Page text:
Though the Reggae/Dancehall industry is dominated by men, Karamanti stands as a strong black woman, (in her home town of Kingston, Jamaica) raining showers of conscious lyrics to a generation far from reality.
Karamanti has been creating music since she was eight years old. Falling in love first with rap (or hip-hop), then embracing Dancehall and now passionate about Reggae. In spite of the fact that she has been making music for most of her life, she only began to pursue it as a career in 2011. Currently regarded by many as one of Jamaica’s best female lyricist, Karamanti writes her own songs and operates her own record company; Blakkwuman22 Music.
Industry insiders began paying attention to her when she released the single “don’t it,” produced by Red Boom in 2012. The track exposed her to a hardcore Dancehall audience that was eager to hear more from the self acclaimed Pan-Africanist. Karamanti spent the summer of 2012 engaged in a nationwide media tour which had her performing, and/or being interviewed on most of the major entertainment radio and TV programs in Jamaica. That was followed by a Canadian tour which featured performances on big events such as the Montreal Reggae Festival and the Toronto Rasta Festival.
Since she officially stepped out on the scene in 2012, Karamanti has been consistent in releasing songs which focuses primarily on social and political issues. She has done several music videos and live performances both in Jamaica and overseas.
Karamanti‘s voice can be heard on some of the biggest Reggae and Dancehall rhythms coming out of Jamaica: Heights Riddim (“Gye Nyame”), Rock Island Riddim (“Fake Rasta”), Life Triangle Riddim (“Hold On”), Reggae Land Riddim (“Domestic Abuse”), Love Bounce Riddim (“Da One Ya Fi”) and that is just to name a few. She has also enjoyed success with singles like “Read,” which was produced by Denmark’s #1 Dancehall artist/producer, Pharfar. The song got heavy radio rotation and climbed to the #1 spot on the Top Ten Conscious Chart which airs on Jamaica’s Roots FM. It sat there for weeks beating out songs from now popular artist, Chronixx.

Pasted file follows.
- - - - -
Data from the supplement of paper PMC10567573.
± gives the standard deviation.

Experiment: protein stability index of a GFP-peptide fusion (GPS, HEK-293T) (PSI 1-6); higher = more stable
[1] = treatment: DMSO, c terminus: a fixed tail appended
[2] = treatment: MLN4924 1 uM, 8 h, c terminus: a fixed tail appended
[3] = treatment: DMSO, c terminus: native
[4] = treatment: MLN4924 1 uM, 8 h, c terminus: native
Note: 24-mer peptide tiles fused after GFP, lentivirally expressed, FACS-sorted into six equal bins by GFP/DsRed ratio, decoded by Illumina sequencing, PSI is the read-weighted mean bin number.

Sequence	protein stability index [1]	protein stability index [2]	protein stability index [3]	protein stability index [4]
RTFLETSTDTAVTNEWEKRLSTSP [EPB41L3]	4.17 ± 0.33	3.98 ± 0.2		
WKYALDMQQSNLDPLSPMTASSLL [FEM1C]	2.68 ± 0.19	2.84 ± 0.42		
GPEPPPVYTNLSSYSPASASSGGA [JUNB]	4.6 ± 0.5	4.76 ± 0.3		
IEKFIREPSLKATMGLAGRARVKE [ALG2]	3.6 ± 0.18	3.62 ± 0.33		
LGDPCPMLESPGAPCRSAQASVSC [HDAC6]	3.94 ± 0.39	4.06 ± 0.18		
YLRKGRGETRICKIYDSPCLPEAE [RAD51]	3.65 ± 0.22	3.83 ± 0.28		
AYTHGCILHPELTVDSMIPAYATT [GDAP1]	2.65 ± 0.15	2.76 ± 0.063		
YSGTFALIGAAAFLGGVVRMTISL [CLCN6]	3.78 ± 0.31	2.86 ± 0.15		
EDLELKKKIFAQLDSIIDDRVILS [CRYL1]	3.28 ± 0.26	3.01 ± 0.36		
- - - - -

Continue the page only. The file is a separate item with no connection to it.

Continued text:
Karamanti has collaborated with major Jamaican artists: 3 Starr (from Mavado’s Gully Squad), veteran Mikey General, Asante Amen and many others. She has also done recordings with international acts: Iwan, Sonniballi, Blasto, Lise Ranks, Stonebwoy and several others. In her role as executive producer, Karamanti, via her record company, Blakkwuman22 Music has released projects which feature long time dancehall artist Alozade, iconic star, Lt. Stitchie and a lot more respected Jamaican artists.
In April 2013, Karamanti released her first and only studio album entitled Dancehall Retaliates. It was released on her Blakkwuman22 Music label with production credits going to both Ricardo ‘Red Boom’ Reid and Shamarie ‘Digital Sham’ Bogle. Karamanti was nominated as best the female solo artist for 2013 by the Dancehall Industry Awards (held in the UK). Additionally, one of her videos for the song “Rise” (which is on the album Dancehall Retaliates) was nominated as best Dancehall video for 2013. To top it off, Reggae France included Dancehall Retaliates in the WINS REGGAE AWARDS in the category for Dancehall Album of the year for 2013. Here she went up against two Jamaican heavy weights: Vybz Kartel and Mr. Vegas.
Karamanti has performed all over the world. She has graced stages in cities like Gothenburg, Stockholm, Hamburg, Prague, Copenhagen, Roskilde, Aarhus and more in Europe; and Vancouver, Toronto, Montreal, Seattle, Bellingham and more in North America; and Dominica Republic and of course, Jamaica in the Caribbean.
HERE & NOW
Karamanti begins 2016 with a new approach to music. She now creates songs to comfort and enlighten lost souls, particularly those feeling misplaced and/or affected by racial discrimination. She arrived at the decision to take this new approach after meeting and counseling several persons, while on tour, who felt marginalized because of their race. In addition to making music to address this issue, Karamanti has also decided to take it a step further by writing a book on the matter. She began working on the book at the beginning of February with hopes to have it completed by the end of the year.
Persons wanting to work with Karamanti may do so by sending an email to firstname.lastname@example.org